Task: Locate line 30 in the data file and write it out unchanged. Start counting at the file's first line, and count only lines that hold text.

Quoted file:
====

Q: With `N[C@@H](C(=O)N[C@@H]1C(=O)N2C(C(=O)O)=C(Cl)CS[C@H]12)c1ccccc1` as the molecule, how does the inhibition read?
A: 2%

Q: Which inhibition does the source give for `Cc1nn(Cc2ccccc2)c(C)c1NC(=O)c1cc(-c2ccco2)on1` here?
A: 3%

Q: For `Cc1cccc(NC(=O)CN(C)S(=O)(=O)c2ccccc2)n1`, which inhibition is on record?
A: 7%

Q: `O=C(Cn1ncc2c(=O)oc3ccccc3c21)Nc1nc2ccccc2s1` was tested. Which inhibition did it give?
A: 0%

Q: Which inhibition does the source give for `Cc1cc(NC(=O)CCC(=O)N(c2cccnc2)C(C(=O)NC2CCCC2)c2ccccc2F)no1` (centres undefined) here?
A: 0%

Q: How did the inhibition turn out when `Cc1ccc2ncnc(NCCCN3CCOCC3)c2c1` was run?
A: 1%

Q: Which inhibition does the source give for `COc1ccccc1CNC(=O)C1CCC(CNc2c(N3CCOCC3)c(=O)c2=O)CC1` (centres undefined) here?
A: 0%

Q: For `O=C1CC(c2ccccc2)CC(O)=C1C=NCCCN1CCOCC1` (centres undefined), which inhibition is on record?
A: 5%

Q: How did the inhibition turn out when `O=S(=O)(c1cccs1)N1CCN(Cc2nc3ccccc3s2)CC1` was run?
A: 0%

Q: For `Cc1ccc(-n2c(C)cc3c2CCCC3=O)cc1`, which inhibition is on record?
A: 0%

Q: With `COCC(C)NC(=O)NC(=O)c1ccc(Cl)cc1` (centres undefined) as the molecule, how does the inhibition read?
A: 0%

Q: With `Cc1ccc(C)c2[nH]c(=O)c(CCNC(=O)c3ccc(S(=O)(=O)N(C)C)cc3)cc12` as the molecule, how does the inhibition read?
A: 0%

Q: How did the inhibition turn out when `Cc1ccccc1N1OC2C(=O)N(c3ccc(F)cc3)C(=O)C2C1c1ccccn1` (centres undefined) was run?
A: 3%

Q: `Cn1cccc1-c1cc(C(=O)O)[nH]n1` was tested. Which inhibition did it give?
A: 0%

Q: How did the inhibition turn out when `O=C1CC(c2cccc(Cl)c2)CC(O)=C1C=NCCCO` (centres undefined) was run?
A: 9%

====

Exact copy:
A: 9%